Not worth its salt!

Government’s planned introduction of a salt tax appears to have been put on ice. 

Deputy Chief Medical Officer Dr Arthur Phillips revealed yesterday that a report had been submitted to policymakers stating that unlike the sugar tax, a tax on salt “would not be effective”. 

“The level of consumption of salt is an important factor in terms of contributing to high blood pressure, which is one of the leading drivers of illness and death. In terms of the salt tax, this is something that was raised as a potential consideration and the Ministry of Health was asked to submit documentation in terms of a position and recommendation.

“We have since done that, and our view is that there is limited evidence of the potential effectiveness of a salt tax in our current setting,” Phillips said. 

“We feel that a tax on salt will not have a major effect at this time and that is what we would have indicated to the policymakers.”

He told the DAILY NATION the ministry was instead recommending a holistic approach, which involves public awareness, labelling as well as other drivers of salt consumption. 

During her Budget in 2022, Prime Minister Mia Amor Mottley announced a sodium tax was imminent to address the chronic use of high levels of salt among the Barbados population. She disclosed that a committee was established to draft the proposal. 

In that same address, Mottley announced that the tax on sugar-sweetened beverages was raised from ten to 20 per cent. 

Both decisions were the subject of some concern for Barbadian manufacturers. In a statement that year, the Barbados Manufacturers’ Association noted that these taxes could have a dampening effect on investment. 

When asked to clarify why a tax would be effective for one non-communicable disease-causing substance and not the other, Phillips explained that salt is used in a wider range of products. Coupled with the low price point, he noted that the design of a yardstick to determine a rate of taxation was not easy.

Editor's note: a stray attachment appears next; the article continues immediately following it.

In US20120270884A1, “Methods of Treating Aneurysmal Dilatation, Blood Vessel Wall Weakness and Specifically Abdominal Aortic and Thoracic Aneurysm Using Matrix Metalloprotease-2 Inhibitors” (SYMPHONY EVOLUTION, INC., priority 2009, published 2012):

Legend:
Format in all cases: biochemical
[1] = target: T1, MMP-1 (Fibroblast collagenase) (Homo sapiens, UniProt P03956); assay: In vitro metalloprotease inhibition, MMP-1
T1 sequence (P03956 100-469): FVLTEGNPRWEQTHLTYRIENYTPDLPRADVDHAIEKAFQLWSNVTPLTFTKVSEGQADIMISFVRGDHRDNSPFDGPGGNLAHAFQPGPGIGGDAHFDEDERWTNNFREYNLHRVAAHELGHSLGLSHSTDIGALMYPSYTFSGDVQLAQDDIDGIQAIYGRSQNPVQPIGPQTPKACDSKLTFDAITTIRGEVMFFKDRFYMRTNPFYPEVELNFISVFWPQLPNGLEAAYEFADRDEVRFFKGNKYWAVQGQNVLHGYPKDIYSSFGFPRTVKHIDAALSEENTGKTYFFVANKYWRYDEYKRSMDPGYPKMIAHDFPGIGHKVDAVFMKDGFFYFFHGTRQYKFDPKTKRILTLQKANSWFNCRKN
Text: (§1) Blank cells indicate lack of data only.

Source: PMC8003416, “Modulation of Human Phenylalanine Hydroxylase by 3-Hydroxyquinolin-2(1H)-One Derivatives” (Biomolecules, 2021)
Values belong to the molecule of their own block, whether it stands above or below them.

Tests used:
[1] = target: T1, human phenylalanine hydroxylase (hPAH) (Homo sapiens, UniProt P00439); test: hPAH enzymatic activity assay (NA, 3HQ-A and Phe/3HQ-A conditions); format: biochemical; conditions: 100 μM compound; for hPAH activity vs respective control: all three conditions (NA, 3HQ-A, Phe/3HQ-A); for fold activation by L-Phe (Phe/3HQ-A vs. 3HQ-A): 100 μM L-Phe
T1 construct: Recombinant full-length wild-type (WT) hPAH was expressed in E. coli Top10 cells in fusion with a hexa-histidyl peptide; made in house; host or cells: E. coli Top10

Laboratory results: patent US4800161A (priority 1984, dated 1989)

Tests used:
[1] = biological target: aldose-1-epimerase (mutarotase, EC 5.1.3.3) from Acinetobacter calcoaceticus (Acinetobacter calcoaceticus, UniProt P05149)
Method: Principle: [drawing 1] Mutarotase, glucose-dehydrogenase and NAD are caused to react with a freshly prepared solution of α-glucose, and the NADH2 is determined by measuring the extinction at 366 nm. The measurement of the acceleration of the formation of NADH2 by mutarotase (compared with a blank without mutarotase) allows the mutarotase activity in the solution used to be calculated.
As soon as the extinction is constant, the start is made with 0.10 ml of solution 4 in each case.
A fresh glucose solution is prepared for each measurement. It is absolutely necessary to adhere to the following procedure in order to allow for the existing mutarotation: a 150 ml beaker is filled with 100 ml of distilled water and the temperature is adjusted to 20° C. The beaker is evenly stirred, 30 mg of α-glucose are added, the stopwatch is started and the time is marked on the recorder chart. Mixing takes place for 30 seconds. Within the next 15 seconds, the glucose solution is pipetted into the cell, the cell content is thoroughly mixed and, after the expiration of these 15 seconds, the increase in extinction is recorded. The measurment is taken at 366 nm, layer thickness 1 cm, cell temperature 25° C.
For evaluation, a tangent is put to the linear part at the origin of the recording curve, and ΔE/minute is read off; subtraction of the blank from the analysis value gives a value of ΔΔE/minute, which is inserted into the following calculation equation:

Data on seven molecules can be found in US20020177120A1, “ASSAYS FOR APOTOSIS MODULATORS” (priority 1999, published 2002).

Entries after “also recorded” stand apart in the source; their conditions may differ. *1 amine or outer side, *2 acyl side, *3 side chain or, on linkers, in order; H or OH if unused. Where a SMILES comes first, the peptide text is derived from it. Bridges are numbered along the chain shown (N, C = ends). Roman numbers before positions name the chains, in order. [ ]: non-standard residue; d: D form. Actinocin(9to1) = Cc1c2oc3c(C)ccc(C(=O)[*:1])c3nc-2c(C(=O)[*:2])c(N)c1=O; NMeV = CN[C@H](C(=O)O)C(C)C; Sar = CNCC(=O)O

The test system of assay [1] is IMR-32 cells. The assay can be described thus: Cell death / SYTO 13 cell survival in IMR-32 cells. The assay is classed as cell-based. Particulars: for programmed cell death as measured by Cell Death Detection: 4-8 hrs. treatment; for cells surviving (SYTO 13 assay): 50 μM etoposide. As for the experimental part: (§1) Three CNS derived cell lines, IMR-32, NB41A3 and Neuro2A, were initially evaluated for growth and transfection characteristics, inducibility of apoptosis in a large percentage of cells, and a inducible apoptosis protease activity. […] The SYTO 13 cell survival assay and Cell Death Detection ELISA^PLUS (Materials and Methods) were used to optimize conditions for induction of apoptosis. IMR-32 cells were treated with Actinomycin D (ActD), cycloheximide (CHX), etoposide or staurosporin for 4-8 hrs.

“With sugar-sweetened beverages you have a defined set of products that are relatively easy to identify and to tax in terms of their tariff codes for importation. Salt is consumed in products, it is a very cheap item, so it presents in a wide variety of areas. The literature, unfortunately, makes it clear that it is not an easy measure to design and implement a tax for, and it is not as effective,” he said. 

As it relates to the increased tax on sugar-sweetened beverages, Phillips said his office was gathering data to determine its effectiveness. However, he expressed confidence, based on initial reports, that the tax had resulted in reduced consumption of these items. 

“There is evidence from the ten per cent tax, there is evidence from international literature. In terms of the 20 per cent tax, we are actually in the process of doing an evaluation. We are replicating the evaluation that would have been done for the ten per cent tax.

“We are also in partnership with the University of the West Indies and the Sugar Sweetened Beverage Evaluation Committee, looking at some wider aspects of evaluation where they have done some health system modelling. We hope that very soon we would be able to share those results, but we do expect that our findings will be in line with the existing literature and our experience thus far, which is that taxes can affect behaviour,” he added.

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